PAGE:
In Indonesia, sustainable fashion is a topic that is only recently gaining traction. As the most resource intensive process, a lot of focus has been put on natural dyeing that is seen to be the environmentally sound practice. However, witnessing the industry practice first-hand, I realized that not all 'natural' dyeing is made equal - and even as it pains me to share this (as I do not wish to point fingers or blame), I feel the need to share an insight with you you.
As many of you know, one of the most potent and widely available naturally dyed fabric is the Indigo blue. Natural Indigo in Indonesia is extracted from the Indigofera Tinctoria leaves through a process of fermentation in water - but it won't work on its own. If you were to put white fabrics in this Indigo water, the indicant (aka. the blue particles) actually won't stick. It's like it's asleep, floating in the water waiting to be activated.
Now, to actually use it to dye, you need to 'wake it up': putting the Indigo dye in the process of reduction, which means changing the chemical structure of the dye to make it stick to fibre. To reduce Indigo, most commercial dyers in Indonesia use chemicals that are extremely strong, reliable, fast - and therefore, cheap.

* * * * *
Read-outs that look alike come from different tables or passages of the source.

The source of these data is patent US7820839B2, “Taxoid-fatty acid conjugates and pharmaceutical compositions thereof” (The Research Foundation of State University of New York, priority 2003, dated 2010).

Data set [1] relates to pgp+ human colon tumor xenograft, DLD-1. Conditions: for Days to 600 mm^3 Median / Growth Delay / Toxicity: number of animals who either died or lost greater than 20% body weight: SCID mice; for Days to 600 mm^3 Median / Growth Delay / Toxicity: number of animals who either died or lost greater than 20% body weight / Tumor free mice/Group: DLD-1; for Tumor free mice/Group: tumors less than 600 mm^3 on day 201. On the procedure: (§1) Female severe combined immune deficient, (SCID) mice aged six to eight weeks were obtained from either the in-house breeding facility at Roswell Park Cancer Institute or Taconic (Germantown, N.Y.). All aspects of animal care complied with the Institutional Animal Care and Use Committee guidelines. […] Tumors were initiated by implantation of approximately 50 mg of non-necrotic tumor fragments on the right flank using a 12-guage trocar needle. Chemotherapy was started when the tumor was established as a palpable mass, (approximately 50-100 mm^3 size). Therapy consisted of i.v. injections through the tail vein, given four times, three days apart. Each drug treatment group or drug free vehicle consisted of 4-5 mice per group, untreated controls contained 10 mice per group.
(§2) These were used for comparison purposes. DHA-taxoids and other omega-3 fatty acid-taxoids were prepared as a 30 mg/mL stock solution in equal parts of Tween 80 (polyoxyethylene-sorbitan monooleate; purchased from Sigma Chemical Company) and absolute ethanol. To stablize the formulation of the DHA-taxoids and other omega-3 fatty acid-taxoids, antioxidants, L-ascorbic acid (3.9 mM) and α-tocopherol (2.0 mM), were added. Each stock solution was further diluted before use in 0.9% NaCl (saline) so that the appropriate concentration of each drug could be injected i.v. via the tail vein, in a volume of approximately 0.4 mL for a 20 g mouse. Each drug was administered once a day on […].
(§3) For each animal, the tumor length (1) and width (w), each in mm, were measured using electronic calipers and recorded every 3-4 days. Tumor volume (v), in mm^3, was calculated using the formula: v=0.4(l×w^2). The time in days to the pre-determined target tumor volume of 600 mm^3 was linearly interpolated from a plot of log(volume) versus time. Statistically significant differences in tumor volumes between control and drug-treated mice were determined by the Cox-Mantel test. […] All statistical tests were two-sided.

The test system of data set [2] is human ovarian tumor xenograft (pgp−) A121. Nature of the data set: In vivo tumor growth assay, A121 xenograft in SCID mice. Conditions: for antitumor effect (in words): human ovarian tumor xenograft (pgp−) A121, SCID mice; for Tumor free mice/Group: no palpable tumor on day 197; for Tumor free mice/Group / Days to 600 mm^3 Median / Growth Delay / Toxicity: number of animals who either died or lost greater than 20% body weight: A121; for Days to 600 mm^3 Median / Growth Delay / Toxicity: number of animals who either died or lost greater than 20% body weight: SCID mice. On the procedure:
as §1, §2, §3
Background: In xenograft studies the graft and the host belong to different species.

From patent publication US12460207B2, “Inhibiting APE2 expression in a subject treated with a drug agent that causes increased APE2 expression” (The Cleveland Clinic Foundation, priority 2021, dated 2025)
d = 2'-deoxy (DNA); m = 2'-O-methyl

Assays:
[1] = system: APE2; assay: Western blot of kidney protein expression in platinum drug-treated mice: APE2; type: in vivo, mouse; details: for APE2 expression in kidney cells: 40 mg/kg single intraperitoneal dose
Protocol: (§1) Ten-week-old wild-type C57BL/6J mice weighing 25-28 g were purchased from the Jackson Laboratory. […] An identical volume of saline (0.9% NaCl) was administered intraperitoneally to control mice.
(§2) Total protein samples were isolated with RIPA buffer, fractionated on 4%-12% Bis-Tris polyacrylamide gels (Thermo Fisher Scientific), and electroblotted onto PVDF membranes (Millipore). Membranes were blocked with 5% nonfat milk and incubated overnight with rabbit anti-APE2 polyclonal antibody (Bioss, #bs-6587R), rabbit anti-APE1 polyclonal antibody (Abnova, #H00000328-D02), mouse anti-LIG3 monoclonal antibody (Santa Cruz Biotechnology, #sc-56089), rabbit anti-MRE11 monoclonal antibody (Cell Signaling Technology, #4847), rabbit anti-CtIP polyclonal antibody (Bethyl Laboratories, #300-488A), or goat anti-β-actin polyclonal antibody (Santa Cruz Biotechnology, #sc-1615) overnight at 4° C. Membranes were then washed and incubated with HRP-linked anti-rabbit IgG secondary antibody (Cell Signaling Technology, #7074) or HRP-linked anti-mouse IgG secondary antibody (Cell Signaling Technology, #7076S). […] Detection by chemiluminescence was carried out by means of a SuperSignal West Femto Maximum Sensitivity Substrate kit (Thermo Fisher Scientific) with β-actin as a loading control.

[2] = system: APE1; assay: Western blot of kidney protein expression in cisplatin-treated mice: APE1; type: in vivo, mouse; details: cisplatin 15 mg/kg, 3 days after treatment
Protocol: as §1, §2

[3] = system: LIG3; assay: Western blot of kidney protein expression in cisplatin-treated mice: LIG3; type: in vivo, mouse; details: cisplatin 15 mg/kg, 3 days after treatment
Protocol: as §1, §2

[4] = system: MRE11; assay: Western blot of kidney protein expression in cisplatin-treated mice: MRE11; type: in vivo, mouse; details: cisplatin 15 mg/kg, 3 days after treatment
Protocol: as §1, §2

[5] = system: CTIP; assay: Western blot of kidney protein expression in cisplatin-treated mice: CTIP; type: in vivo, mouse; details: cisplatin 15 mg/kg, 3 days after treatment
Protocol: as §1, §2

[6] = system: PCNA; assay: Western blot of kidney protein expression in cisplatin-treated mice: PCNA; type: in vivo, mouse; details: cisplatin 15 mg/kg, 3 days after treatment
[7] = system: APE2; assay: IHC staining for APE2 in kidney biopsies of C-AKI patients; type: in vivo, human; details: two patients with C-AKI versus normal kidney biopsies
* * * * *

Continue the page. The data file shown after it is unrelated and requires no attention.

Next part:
Hydrosulphites are the most common, and here is the problem I was talking about earlier: they're actually toxic and doesn't stop reacting even after the waste water is dumped (often in the river, justified by the fact that it's 'natural'. It's not.)
These chemicals are easy to buy, easy to use and essentially undetectable in the final product. Now I hope this gives you an idea of the complication. Stating that you use 'natural dyes' doesn't automatically means that it's more sustainable - or responsible for that matter.
There are actually traditional, natural ways to reduce Indigo - one that our ancestors have used through generations. We use a blend of Javanese brown sugar and fructose (fruit sugar), which are food grade (it's the same with what you would use to bake with!). Using these sugars make our vats smell like you're making jamu (traditional health drink), costing us a lot more both in time and production cost - but we do it because we believe it's important to pioneer a new standard in this intransparent industry.
Now back to the point of this post. This was never meant to boast or to scare you from buying fabrics from other brands - but merely to inspire you to be critical. There is a lot of greenwashing practices happening (ranging from dyeing dyed-fabrics or using 'vegan' leather when it's made from harmful polyurethanes). We are far from perfect, but I do hope that we will all learn together to keep pushing the boundaries of what it means to be sustainable.
I am a firm believer that we all have a voice, a powerful one, and the more we use it, the faster change will happen.